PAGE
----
Granada’s Moorish kings for their labor, leisure, and pleasure erected this palace-citadel – a beautiful structure of Hispano-Muslim art. For the good life, they turned to plaster and stone into lace and blended these with endless fountains whose spraying waters moisten the edging flowering trees and shrubs. Alhambra’s Generalife Gardens with their fountains, neatly trimmed hedges, blooming flowers, and trees of cypresses, jasmine and yew, best reflect their handiwork. Caressed by the gentle breezes, they draw the visitor into the aura of Moorish fantasy, mystery, and romance.
Yet, this fairy-tale complex of palaces with their majesty and the bewitching atmosphere is only one of the delights the Moors bestowed on this half Arab, half Christian, city. Albaicín, the old Arab quarter, spreading on a hill opposite the Alhambra, overflows with vestiges from Muslim times.
Museo Archeologico, housed in a renovated old Arab home; Dar Albaida, better known as Casa del Chapiz, a former Moorish palace and now a school for Arabic studies; Elvira and Monaita gates in the old city walls; Aljibe del Frillo, a cistern built during the Moorish age; Casa Moraisca, an old Arab home; the Church of El Salvador, the former great mosque of the Albaicín; Baños Arabes, the best-preserved baths in the Iberian Peninsula; and Daralhorra Palace, the home of Boabdil’s mother and now part of the Convent de Santa Isabel del Real, are some of the remains from the Moorish centuries to be found in the heart of the city.
Alcaicería, a reconstructed Arab silk bazaar, is a colourful handicraft center not to be missed. In the last century, the original marketplace was destroyed by fire, but it was rebuilt along original lines. Today, instead of silk, its shops have switched to selling, mostly to tourists, handmade flamenco dresses, pottery, jewelry, copperware, ceramics, and embroidery.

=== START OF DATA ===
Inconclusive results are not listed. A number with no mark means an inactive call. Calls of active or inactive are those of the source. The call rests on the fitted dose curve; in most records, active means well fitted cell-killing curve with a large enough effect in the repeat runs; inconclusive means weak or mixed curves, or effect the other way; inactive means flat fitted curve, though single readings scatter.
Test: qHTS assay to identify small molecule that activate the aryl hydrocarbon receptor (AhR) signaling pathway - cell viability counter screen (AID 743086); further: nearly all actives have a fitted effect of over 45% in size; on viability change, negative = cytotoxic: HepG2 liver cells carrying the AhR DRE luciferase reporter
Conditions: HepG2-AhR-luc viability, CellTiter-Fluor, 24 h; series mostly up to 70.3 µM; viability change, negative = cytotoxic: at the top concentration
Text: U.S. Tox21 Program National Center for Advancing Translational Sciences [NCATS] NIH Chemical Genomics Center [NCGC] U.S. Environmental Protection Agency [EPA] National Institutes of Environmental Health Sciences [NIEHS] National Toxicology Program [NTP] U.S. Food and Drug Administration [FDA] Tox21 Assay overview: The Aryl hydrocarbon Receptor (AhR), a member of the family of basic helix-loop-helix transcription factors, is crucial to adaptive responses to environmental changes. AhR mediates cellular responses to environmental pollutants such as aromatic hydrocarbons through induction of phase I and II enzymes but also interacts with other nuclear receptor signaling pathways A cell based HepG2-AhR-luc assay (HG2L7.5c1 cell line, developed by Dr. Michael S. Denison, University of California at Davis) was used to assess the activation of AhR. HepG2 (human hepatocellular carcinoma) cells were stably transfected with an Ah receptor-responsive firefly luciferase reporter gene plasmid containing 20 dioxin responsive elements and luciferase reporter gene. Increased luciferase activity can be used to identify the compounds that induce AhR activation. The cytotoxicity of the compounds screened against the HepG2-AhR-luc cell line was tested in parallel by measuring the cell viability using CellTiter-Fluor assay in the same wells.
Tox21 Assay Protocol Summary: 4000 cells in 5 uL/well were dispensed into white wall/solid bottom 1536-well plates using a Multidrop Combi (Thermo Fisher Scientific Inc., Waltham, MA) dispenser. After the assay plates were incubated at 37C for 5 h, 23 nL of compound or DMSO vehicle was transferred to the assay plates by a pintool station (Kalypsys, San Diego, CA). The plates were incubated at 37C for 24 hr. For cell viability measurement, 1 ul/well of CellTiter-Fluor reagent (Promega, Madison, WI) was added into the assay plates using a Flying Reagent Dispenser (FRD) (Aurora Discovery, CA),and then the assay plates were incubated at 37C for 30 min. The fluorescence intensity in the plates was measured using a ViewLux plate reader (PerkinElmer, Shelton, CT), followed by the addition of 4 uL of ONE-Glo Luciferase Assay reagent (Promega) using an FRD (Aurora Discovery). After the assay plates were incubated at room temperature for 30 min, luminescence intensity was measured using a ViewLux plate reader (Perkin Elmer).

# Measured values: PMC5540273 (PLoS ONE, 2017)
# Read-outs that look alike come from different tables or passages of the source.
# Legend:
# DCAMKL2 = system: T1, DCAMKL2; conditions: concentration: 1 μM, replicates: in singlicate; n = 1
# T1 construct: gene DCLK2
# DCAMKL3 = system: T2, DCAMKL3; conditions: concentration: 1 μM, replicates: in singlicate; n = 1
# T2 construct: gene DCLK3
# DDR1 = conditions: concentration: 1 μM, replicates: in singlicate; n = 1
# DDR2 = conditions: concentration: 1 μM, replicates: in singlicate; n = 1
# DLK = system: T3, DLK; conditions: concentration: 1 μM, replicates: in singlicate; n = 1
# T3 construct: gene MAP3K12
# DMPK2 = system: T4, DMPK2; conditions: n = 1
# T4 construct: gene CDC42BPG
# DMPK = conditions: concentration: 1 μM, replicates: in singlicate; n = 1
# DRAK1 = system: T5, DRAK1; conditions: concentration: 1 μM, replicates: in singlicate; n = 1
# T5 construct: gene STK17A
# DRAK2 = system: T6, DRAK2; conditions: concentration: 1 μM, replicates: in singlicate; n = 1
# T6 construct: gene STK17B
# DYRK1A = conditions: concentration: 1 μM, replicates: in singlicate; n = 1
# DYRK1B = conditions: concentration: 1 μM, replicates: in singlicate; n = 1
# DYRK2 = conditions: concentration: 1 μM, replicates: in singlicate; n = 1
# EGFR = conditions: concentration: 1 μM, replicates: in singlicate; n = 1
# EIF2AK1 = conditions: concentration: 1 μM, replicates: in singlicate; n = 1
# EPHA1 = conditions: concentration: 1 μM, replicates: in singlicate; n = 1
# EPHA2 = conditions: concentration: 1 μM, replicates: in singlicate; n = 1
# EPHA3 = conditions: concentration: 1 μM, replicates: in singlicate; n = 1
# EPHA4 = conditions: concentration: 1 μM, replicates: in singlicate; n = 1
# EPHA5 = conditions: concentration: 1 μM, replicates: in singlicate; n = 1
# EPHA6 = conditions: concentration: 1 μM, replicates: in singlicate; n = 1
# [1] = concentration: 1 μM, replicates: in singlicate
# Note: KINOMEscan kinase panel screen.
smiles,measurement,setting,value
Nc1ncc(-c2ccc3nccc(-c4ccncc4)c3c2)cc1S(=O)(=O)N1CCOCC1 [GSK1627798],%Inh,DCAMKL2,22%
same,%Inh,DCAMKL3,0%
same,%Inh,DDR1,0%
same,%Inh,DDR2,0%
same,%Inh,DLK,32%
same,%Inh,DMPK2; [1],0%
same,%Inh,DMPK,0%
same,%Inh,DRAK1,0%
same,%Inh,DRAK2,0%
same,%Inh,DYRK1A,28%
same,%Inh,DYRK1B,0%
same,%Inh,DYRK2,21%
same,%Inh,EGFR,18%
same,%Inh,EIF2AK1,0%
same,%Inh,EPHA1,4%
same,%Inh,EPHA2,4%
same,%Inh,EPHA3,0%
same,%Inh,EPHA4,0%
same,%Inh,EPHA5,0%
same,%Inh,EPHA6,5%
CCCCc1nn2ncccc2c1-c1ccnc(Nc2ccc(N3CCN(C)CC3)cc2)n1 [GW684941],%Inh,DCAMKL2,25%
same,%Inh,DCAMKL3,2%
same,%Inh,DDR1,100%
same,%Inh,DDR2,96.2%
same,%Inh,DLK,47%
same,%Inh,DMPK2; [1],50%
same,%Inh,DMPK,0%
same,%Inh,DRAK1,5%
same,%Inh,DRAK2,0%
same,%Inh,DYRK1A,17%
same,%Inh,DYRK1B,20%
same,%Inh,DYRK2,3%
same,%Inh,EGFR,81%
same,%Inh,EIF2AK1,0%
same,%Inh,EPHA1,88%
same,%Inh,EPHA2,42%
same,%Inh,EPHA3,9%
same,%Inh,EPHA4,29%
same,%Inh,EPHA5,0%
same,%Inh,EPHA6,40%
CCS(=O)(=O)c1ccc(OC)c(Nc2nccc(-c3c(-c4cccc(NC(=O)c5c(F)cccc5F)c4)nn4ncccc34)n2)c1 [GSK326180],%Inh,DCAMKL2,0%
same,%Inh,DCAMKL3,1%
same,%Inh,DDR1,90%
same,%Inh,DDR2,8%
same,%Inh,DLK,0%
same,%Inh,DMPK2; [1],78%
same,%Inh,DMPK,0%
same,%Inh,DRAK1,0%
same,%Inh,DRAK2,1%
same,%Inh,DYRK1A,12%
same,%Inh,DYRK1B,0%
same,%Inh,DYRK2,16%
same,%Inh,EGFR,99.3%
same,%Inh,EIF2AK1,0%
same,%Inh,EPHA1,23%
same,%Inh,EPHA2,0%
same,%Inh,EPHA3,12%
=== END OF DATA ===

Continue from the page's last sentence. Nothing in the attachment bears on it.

Nearby is the Cathedral, built on the site of Granada’s former great mosque The Catholic Monarchs, Ferdinand and Isabella, the city’s conquerors, initiated its construction, but it was not completed until the 18th century. The most famous part of the Cathedral is its annex, Cupilla Real where the Catholic Monarchs are entombed.
Edging the Cathedral is the stunningly decorated Madrasa Yusif I – one of the foremost Moorish works of art surviving in Granada. A former Muslim university honoring one of the great Moorish rulers of Granada, it was the last refuge of Muslim learning on Spanish soil. Its preserved prayer chamber is a fantastic work of art that matches in beauty the mihrab (prayer niche) of Cordoba’s former Great Mosque.
After exploring these and other Moorish remains, a flamenco evening in the gypsy quarters of Sacromonte will be a great finale for the day. In the fiery dances, heart-rendering songs, and haunting music, much of these inherited from the Moors, one can live the nights of Arab Andalusia. These flamenco evenings and the remaining Moorish monuments, without doubt, complement the city’s breathtaking setting. The saying ‘more captivating than any other Spanish city is beautiful Granada’ is still valid today as it was when the Moors walked the land.